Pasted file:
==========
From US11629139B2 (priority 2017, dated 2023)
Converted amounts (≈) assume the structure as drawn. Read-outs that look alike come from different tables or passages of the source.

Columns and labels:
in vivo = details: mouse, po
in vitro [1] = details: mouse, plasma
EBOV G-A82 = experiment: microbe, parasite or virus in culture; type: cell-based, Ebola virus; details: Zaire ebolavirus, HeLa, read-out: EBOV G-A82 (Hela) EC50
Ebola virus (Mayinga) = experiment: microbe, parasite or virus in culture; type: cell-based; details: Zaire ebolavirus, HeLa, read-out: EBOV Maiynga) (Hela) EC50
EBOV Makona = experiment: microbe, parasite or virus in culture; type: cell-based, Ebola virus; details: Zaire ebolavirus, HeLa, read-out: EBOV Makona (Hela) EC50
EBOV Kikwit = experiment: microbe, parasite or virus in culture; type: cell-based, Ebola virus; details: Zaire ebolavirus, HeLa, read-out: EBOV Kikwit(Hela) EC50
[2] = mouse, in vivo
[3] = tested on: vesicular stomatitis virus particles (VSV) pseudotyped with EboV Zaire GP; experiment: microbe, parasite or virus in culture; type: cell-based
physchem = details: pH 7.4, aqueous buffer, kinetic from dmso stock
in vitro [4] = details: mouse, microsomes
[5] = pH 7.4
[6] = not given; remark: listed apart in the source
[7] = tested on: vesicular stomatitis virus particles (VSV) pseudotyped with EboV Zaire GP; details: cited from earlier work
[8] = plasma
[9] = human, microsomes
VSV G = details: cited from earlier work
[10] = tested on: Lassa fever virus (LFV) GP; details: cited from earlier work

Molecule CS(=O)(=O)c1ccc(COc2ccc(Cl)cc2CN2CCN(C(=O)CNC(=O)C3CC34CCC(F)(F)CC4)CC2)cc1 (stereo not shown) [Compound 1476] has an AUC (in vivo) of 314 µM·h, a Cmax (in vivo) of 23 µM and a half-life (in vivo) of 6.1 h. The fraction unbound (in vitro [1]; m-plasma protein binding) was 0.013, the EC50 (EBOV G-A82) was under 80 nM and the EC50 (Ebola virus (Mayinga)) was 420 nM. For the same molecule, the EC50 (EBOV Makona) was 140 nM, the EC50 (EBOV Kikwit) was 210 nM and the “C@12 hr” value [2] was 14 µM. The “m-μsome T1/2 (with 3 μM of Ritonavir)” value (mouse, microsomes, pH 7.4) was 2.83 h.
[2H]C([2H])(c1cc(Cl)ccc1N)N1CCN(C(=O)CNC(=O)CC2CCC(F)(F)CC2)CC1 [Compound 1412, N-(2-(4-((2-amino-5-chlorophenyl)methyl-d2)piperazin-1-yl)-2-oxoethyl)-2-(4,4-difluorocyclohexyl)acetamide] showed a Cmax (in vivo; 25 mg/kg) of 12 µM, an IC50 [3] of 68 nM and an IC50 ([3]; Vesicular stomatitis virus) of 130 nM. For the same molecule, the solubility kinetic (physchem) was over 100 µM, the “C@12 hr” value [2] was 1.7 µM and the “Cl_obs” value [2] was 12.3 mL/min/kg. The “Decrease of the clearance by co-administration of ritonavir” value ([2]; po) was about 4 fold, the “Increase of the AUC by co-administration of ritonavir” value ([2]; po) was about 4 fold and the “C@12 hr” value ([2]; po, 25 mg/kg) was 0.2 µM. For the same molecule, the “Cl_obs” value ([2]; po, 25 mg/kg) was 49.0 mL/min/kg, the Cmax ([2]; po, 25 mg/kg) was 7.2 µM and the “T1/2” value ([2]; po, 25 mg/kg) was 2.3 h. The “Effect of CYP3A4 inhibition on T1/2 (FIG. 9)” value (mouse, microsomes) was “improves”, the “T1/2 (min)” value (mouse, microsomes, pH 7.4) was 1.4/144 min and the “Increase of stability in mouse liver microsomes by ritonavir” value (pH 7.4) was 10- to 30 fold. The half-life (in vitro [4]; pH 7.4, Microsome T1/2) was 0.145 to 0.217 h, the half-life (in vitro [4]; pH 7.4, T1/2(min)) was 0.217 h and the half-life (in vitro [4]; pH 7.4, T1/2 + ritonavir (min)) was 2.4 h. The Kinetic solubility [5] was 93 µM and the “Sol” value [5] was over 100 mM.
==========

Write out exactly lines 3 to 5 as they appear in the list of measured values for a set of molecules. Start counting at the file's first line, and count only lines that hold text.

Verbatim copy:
Columns and labels:
in vivo = details: mouse, po
in vitro [1] = details: mouse, plasma